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John Corbett’s “A Listener’s Guide to Free Improvisation”

A smart, breezy new book aims to demystify the art of free improvisation

Struggling with the work of free improvisors like Peter Brötzmann? Read on.
Shortly after I moved to Chicago in 1994, I began regularly attending shows at a small coffeehouse/performance space called the Lunar Cabaret. Most of the … Read More "John Corbett’s “A Listener’s Guide to Free Improvisation”"

Shortly after I moved to Chicago in 1994, I began regularly attending shows at a small coffeehouse/performance space called the Lunar Cabaret. Most of the leading voices on the local avant-jazz and improvised music scene-Ken Vandermark, Mars Williams, Hamid Drake, Michael Zerang, Jim Baker, Weasel Walter-cycled through the space in a variety of contexts. One week might offer organized bands like the Vandermark Quartet or Caffeine, the next a free-for-all with a cramped stage of improvisors playing toy instruments.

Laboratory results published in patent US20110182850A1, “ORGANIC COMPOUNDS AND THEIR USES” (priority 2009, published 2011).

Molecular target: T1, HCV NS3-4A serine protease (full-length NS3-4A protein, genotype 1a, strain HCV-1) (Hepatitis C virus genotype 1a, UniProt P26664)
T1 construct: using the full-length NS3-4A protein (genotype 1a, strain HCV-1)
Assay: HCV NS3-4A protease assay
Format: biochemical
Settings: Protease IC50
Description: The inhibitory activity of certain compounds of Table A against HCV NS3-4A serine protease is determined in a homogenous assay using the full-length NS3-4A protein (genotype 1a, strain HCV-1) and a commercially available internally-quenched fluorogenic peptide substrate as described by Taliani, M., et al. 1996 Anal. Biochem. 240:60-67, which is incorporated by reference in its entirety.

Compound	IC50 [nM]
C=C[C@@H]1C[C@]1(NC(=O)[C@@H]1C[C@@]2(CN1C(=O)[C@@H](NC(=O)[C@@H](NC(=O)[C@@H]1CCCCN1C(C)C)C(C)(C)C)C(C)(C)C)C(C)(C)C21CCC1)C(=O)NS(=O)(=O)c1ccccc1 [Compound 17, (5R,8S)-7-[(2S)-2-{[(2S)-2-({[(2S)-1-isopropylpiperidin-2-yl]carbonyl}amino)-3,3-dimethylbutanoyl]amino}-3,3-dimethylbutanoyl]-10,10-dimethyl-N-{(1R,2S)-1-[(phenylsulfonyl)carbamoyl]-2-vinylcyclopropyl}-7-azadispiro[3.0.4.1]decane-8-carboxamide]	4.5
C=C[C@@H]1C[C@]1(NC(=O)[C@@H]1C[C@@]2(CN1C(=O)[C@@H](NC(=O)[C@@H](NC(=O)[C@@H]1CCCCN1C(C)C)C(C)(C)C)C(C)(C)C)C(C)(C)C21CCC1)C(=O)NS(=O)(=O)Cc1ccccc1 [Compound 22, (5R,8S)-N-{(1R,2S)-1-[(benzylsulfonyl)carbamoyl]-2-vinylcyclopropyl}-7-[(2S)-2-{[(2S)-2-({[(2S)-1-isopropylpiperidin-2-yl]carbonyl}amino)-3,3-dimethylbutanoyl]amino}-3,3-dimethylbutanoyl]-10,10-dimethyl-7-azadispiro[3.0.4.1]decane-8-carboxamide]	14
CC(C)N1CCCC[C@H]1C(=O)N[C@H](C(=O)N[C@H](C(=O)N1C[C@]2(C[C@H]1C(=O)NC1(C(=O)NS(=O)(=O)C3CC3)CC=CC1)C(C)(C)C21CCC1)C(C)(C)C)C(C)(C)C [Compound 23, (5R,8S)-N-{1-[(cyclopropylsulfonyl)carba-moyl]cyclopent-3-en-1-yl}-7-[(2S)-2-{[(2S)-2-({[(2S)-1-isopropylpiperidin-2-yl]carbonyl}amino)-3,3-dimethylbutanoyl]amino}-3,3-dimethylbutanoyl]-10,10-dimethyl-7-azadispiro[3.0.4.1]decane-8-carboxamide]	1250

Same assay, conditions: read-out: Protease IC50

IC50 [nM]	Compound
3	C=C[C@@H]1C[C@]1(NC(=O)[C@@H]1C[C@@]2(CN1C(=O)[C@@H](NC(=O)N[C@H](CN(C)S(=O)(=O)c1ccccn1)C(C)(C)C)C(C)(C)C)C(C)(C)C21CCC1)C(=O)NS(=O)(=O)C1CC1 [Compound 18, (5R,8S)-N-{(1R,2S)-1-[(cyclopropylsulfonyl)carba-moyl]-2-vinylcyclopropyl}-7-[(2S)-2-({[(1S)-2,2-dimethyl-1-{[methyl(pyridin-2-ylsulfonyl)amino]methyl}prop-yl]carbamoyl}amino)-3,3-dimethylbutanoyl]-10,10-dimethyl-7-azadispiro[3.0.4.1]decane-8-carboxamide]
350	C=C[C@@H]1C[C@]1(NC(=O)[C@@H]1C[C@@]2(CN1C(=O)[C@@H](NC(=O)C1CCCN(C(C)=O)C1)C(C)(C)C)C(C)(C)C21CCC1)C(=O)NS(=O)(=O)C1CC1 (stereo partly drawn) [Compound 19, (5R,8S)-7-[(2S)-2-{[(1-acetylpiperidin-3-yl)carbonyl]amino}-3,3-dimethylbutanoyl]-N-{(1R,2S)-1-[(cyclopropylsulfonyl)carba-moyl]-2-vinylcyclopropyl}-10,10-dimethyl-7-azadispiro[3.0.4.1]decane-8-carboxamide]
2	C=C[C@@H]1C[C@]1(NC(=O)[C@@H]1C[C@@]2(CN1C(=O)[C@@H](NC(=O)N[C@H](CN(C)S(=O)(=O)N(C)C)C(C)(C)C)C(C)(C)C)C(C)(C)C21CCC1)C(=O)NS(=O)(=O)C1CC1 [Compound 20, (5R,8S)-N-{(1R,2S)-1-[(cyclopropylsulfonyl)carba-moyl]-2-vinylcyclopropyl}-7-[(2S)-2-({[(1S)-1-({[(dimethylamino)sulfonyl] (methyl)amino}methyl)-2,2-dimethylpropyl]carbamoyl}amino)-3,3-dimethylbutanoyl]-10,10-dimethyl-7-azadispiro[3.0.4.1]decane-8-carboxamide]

It was an ideal immersion for a not-yet-21-year-old who had just begun exploring the music and had no opportunity to see it live in his native Wilmington, Del. Ultimately it was a foundational experience, a Rosetta stone for a notoriously daunting art form that turned me into a lifelong listener. That transition might have been even smoother if I’d had a copy of A Listener’s Guide to Free Improvisation (The University of Chicago Press), a handy new field guide to spontaneous music by John Corbett, who, as it happens, was already a well-known writer and presenter on the Windy City scene when I arrived 22 years ago.

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